Put Community back in, coach!


Abed, a pop culture obsessed student, with fellow students Annie (left) and Britta in the episode "Biology 101" of the third season of 'Community.' (NBC)

American television network NBC announced its new mid-season 2012 schedule last week, premiering four new series.
One show in particular, however, was missing from the line-up.

Community, a series created by Dan Harmon about a group of students at a community college in fictional Greendale, Colorado, was pulled from its regular time slot on Thursday. 30 Rock, starring Tina Fey, will return to the line-up to take its place.
“I was extremely disappointed when I learned that Community wasn’t put on the proposed schedule for last year. NBC is making a big mistake,” said third-year St. Thomas University student Liam McGuire in an email.
But McGuire isn’t the only viewer upset by the news.
Use of the hashtags “#savecommunity” and “#savegreendale” exploded when the announcement was released, and multiple Facebook pages have been created to protest the network’s decision.
McGuire said the hiatus is unfortunate because of the current state of NBC’s comedies. Besides Parks and Recreation, he said, the comedy pool is shallow.
“I really hope that NBC changes its mind, because this show is too damn good to just give up on. What other show would you have Omar from The Wire as a teacher, Chevy Chase being a racist old man who owns a moist-towelette empire, and ‘Troy and Abed in the Morning,’” McGuire said, referring to the characters’ fake morning talk show.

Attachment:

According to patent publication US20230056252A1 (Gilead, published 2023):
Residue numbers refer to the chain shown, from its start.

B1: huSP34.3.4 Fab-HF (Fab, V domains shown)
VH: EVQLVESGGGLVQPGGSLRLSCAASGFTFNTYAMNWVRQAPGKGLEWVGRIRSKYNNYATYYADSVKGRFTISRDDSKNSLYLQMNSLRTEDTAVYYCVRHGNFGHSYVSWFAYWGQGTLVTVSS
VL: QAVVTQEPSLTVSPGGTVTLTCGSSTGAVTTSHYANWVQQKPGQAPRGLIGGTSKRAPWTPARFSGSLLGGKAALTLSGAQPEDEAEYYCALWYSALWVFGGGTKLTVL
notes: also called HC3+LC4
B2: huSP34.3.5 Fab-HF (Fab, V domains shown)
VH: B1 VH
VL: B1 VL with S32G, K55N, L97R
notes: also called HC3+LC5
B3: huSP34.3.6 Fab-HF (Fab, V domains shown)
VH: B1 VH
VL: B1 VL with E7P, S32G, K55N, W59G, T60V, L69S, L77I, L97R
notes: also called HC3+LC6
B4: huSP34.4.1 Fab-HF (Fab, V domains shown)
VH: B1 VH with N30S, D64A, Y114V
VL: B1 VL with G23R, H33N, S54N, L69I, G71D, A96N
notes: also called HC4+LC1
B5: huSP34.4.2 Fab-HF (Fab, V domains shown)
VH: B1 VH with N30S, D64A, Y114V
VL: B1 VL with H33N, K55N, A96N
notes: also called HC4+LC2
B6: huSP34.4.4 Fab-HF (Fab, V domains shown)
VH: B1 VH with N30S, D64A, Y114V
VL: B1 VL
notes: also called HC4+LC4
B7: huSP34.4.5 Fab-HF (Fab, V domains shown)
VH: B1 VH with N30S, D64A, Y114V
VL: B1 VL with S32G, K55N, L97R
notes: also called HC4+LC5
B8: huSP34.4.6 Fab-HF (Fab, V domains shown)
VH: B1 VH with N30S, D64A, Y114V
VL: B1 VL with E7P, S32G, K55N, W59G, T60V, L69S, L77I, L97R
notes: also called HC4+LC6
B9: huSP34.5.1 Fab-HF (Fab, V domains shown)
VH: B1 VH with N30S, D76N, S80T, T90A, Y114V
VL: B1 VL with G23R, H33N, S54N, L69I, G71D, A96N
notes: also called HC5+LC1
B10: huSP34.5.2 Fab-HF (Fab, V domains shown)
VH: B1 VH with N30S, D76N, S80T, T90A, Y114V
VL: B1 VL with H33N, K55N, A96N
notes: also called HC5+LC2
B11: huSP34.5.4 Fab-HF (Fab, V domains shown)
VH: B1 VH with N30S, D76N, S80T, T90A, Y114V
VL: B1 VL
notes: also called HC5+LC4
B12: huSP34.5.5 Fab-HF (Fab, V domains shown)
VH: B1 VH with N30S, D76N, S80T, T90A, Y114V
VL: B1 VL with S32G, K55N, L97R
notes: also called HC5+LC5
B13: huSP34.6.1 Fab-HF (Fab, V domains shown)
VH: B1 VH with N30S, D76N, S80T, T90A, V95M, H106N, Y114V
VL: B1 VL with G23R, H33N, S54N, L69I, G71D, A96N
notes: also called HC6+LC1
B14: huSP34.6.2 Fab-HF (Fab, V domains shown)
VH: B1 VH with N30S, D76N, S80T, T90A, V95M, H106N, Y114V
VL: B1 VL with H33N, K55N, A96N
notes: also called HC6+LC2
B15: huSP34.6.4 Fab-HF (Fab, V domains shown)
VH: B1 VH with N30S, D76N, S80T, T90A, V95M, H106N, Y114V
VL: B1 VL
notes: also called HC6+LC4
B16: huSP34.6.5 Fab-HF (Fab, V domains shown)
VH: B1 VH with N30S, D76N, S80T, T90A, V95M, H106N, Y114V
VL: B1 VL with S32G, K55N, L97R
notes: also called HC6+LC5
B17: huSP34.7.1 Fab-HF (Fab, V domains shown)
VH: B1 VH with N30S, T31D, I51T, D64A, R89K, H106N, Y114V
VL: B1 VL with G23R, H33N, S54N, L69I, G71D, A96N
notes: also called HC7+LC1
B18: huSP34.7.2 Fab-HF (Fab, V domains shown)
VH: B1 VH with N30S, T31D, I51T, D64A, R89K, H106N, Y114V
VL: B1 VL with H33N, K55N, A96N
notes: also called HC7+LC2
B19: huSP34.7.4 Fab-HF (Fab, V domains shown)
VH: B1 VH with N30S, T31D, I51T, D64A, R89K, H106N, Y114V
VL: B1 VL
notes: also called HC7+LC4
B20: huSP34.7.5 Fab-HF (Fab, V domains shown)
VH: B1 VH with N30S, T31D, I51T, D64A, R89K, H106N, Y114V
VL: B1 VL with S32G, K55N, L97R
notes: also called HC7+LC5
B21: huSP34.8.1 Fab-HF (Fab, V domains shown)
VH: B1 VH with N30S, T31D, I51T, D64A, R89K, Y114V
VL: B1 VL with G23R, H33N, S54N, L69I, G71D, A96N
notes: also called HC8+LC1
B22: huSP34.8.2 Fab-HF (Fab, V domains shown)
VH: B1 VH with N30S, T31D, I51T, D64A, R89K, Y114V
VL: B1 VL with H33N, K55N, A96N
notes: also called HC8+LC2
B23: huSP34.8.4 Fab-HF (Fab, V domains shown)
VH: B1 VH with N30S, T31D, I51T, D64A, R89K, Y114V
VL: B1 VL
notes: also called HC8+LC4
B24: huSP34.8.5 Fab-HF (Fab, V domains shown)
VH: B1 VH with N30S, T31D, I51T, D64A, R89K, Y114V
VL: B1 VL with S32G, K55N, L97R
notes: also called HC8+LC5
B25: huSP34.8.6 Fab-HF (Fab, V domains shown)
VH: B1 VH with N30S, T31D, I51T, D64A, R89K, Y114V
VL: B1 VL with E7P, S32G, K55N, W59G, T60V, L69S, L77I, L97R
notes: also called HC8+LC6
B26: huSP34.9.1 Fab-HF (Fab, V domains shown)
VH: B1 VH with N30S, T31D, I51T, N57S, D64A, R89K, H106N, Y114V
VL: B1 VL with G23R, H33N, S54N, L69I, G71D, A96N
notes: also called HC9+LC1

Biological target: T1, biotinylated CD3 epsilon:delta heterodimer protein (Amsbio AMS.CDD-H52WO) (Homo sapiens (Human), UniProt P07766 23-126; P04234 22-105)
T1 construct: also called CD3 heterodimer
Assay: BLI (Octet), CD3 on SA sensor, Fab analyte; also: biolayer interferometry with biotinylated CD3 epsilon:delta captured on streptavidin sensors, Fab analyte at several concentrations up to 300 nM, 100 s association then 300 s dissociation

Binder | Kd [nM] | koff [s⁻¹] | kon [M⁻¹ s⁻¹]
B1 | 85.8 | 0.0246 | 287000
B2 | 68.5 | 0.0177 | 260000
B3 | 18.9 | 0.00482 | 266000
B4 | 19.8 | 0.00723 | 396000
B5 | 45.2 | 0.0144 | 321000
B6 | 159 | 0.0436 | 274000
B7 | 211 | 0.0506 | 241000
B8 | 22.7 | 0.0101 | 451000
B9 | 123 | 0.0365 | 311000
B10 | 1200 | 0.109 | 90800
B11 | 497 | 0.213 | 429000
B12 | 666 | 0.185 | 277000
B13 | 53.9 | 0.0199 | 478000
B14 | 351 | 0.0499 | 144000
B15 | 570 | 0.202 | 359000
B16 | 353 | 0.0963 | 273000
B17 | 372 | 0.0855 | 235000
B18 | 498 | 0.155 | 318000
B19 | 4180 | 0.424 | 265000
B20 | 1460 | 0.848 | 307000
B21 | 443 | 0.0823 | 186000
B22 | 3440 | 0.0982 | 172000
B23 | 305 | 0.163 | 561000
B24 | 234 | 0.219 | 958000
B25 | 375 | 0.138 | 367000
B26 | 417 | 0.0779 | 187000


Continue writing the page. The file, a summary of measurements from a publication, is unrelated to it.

STU student Mark Loggie said it’s a real shame that a show with such earnest humour might be cancelled.
“If they shelve Community I’ll go on a spree of some sort,” he said. “Punching spree, perhaps.”
But while Community receives high praise from critics as well as viewers, its ratings don’t match up with its seemingly adoring viewership.
Ratings website TV By the Numbers showed last Thursday’s Community viewership dwarfed by CBS’s The Big Bang Theory – the latter had over 15-million viewers, while NBC’s comedy had just under four million.
Marc Basque, a student at York University in Toronto, said the problem lies in the way our generation accesses media.
“Everyone who watches Community (i.e. young people) doesn’t have cable,” he said in a Facebook post. “We’re the streaming and downloading generation. So even though everyone you know watches it, we’re not actually helping. We’re just enjoying it for free.”
In the era of downloading television shows and movies for free, it’s possible to forget that networks rely heavily on ratings to decide where shows fit in daily line-ups as well as which ones remain on air.
Cameron McLean, a STU graduate, said while he loves the series, its recycled cheerful message could also explain why it’s on the chopping block.
“I feel that a lot of the episodes have a climax based upon inter-group conflict that’s resolved by a feel-good speech delivered by [main character] Jeff about camaraderie and why they should stay the course, stick together, [and] hang out more,” he said. “I think it’s a really great show regardless, but the really great episodes are becoming fewer and further between.”
NBC hasn’t released a statement about the show’s shelving, but are allegedly vowing that the series hasn’t been cancelled and will resume at a later date. The last episode before the hiatus will be the show’s Christmas episode.
McGuire said he hopes that television doesn’t lose another quality show like Fox’s Arrested Development.
“Sometimes I wish shows would stay on the air because of quality and not be solely based on viewership,” he said. “If it gets cancelled I will have no reason to watch NBC on Thursday nights.”

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